Header

UZH-Logo

Maintenance Infos

EMQN best practice guidelines for the laboratory diagnosis of osteogenesis imperfecta


van Dijk, Fleur S; Byers, Peter H; Dalgleish, Raymond; Malfait, Fransiska; Maugeri, Alessandra; Rohrbach, Marianne; Symoens, Sofie; Sistermans, Erik A; Pals, Gerard (2012). EMQN best practice guidelines for the laboratory diagnosis of osteogenesis imperfecta. European Journal of Human Genetics, 20(1):11-19.

Abstract

Osteogenesis imperfecta (OI) comprises a group of inherited disorders characterized by bone fragility and increased susceptibility to fractures. Historically, the laboratory confirmation of the diagnosis OI rested on cultured dermal fibroblasts to identify decreased or abnormal production of abnormal type I (pro)collagen molecules, measured by gel electrophoresis. With the discovery of COL1A1 and COL1A2 gene variants as a cause of OI, sequence analysis of these genes was added to the diagnostic process. Nowadays, OI is known to be genetically heterogeneous. About 90% of individuals with OI are heterozygous for causative variants in the COL1A1 and COL1A2 genes. The majority of remaining affected individuals have recessively inherited forms of OI with the causative variants in the more recently discovered genes CRTAP, FKBP10, LEPRE1,PLOD2, PPIB, SERPINF1, SERPINH1 and SP7, or in other yet undiscovered genes. These advances in the molecular genetic diagnosis of OI prompted us to develop new guidelines for molecular testing and reporting of results in which we take into account that testing is also used to 'exclude' OI when there is suspicion of non-accidental injury. Diagnostic flow, methods and reporting scenarios were discussed during an international workshop with 17 clinicians and scientists from 11 countries and converged in these best practice guidelines for the laboratory diagnosis of OI.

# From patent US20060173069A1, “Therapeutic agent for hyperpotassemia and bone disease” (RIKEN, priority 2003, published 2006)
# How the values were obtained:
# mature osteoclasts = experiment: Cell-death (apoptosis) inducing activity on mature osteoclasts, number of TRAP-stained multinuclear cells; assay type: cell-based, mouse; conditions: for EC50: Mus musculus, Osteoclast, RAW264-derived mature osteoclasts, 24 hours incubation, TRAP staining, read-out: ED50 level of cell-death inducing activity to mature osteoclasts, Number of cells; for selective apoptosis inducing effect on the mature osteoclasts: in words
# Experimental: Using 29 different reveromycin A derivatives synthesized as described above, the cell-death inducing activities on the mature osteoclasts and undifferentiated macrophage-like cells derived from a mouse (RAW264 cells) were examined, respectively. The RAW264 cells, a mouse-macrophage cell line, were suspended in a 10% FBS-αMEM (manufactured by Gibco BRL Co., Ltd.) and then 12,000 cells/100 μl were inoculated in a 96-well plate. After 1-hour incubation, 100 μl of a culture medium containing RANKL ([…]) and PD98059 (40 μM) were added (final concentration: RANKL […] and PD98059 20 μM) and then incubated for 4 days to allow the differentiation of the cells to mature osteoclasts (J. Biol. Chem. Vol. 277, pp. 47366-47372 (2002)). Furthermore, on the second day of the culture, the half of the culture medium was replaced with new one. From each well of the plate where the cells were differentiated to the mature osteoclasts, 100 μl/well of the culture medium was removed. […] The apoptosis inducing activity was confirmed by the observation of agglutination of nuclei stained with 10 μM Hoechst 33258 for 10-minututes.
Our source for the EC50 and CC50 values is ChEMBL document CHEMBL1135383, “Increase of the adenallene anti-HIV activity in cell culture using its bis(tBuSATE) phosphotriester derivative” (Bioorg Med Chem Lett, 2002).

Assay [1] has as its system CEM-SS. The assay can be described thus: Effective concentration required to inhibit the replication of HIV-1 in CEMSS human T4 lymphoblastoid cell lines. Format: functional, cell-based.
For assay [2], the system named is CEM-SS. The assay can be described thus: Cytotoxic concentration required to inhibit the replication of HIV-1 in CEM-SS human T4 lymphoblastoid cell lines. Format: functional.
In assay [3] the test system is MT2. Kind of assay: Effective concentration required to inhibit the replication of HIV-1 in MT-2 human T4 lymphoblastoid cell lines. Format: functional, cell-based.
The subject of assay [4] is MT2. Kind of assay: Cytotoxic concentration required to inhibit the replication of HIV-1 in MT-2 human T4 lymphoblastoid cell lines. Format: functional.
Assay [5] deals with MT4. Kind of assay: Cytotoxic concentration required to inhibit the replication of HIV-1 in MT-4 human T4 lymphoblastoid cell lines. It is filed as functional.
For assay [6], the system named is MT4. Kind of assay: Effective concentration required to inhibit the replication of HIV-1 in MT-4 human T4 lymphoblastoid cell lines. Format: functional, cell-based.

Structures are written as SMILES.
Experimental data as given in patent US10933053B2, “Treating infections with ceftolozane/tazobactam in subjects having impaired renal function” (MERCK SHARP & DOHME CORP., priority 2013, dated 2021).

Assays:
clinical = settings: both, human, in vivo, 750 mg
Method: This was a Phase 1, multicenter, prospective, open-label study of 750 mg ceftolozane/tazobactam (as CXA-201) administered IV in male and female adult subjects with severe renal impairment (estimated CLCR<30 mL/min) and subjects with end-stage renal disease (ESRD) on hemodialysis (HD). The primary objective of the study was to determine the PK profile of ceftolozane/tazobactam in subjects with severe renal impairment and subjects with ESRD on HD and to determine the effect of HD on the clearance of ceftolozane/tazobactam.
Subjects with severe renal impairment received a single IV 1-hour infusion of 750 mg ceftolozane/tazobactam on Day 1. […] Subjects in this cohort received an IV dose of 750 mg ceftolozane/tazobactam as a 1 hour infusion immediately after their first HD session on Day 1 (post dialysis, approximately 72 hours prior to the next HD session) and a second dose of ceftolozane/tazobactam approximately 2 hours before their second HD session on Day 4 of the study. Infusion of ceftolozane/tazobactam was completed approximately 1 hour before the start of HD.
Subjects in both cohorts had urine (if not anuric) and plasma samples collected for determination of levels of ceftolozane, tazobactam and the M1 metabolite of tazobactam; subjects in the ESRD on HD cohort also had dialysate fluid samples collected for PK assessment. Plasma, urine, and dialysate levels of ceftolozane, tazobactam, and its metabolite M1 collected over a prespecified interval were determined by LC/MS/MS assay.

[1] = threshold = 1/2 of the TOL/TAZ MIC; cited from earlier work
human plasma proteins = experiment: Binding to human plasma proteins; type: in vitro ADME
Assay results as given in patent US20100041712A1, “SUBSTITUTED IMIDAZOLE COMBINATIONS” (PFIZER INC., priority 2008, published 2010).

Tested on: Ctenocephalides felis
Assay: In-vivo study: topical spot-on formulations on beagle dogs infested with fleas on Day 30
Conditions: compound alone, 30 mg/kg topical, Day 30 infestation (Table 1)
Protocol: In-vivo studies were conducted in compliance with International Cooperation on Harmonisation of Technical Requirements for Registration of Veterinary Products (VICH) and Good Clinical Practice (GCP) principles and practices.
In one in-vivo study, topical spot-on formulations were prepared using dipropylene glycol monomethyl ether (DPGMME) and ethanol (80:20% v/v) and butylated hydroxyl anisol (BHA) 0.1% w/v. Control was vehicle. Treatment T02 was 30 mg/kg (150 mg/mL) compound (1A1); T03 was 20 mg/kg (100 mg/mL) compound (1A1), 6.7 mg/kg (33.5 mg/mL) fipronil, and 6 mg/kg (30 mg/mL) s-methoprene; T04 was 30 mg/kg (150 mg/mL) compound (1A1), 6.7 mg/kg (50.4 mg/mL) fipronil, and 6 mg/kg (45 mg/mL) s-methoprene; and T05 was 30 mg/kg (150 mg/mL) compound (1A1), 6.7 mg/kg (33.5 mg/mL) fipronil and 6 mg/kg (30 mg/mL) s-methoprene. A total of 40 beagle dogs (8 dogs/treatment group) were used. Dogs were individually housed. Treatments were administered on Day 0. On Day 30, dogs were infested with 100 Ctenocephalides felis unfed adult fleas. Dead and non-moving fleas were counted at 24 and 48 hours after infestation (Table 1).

Abstract

Osteogenesis imperfecta (OI) comprises a group of inherited disorders characterized by bone fragility and increased susceptibility to fractures. Historically, the laboratory confirmation of the diagnosis OI rested on cultured dermal fibroblasts to identify decreased or abnormal production of abnormal type I (pro)collagen molecules, measured by gel electrophoresis. With the discovery of COL1A1 and COL1A2 gene variants as a cause of OI, sequence analysis of these genes was added to the diagnostic process. Nowadays, OI is known to be genetically heterogeneous. About 90% of individuals with OI are heterozygous for causative variants in the COL1A1 and COL1A2 genes. The majority of remaining affected individuals have recessively inherited forms of OI with the causative variants in the more recently discovered genes CRTAP, FKBP10, LEPRE1,PLOD2, PPIB, SERPINF1, SERPINH1 and SP7, or in other yet undiscovered genes. These advances in the molecular genetic diagnosis of OI prompted us to develop new guidelines for molecular testing and reporting of results in which we take into account that testing is also used to 'exclude' OI when there is suspicion of non-accidental injury. Diagnostic flow, methods and reporting scenarios were discussed during an international workshop with 17 clinicians and scientists from 11 countries and converged in these best practice guidelines for the laboratory diagnosis of OI.

Statistics

Citations

54 citations in Web of Science®
64 citations in Scopus®
Google Scholar™

Altmetrics

Additional indexing

Item Type:Journal Article, refereed, original work
Communities & Collections:04 Faculty of Medicine > University Children's Hospital Zurich > Medical Clinic
Dewey Decimal Classification:610 Medicine & health
Language:English
Date:2012
Deposited On:20 Feb 2013 13:55
Last Modified:07 Dec 2017 19:44
Publisher:Nature Publishing Group
ISSN:1018-4813
Free access at:Publisher DOI. An embargo period may apply.
Publisher DOI:https://doi.org/10.1038/ejhg.2011.141
PubMed ID:21829228

Download

Full text not available from this repository.
View at publisher